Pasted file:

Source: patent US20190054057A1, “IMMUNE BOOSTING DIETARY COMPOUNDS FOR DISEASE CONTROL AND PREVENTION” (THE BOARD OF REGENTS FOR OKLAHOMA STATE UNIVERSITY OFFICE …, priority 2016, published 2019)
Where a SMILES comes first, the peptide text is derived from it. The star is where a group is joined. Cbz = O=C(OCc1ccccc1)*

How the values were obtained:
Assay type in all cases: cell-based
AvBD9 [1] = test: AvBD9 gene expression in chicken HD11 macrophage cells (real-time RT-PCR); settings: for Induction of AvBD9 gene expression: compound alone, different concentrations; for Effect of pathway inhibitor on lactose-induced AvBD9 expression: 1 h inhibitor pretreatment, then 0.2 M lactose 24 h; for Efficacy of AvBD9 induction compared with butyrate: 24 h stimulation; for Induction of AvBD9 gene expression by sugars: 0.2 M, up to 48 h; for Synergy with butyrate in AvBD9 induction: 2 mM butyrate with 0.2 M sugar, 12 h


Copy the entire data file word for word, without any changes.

Source: patent US20190054057A1, “IMMUNE BOOSTING DIETARY COMPOUNDS FOR DISEASE CONTROL AND PREVENTION” (THE BOARD OF REGENTS FOR OKLAHOMA STATE UNIVERSITY OFFICE …, priority 2016, published 2019)
Where a SMILES comes first, the peptide text is derived from it. The star is where a group is joined. Cbz = O=C(OCc1ccccc1)*

How the values were obtained:
Assay type in all cases: cell-based
AvBD9 [1] = test: AvBD9 gene expression in chicken HD11 macrophage cells (real-time RT-PCR); settings: for Induction of AvBD9 gene expression: compound alone, different concentrations; for Effect of pathway inhibitor on lactose-induced AvBD9 expression: 1 h inhibitor pretreatment, then 0.2 M lactose 24 h; for Efficacy of AvBD9 induction compared with butyrate: 24 h stimulation; for Induction of AvBD9 gene expression by sugars: 0.2 M, up to 48 h; for Synergy with butyrate in AvBD9 induction: 2 mM butyrate with 0.2 M sugar, 12 h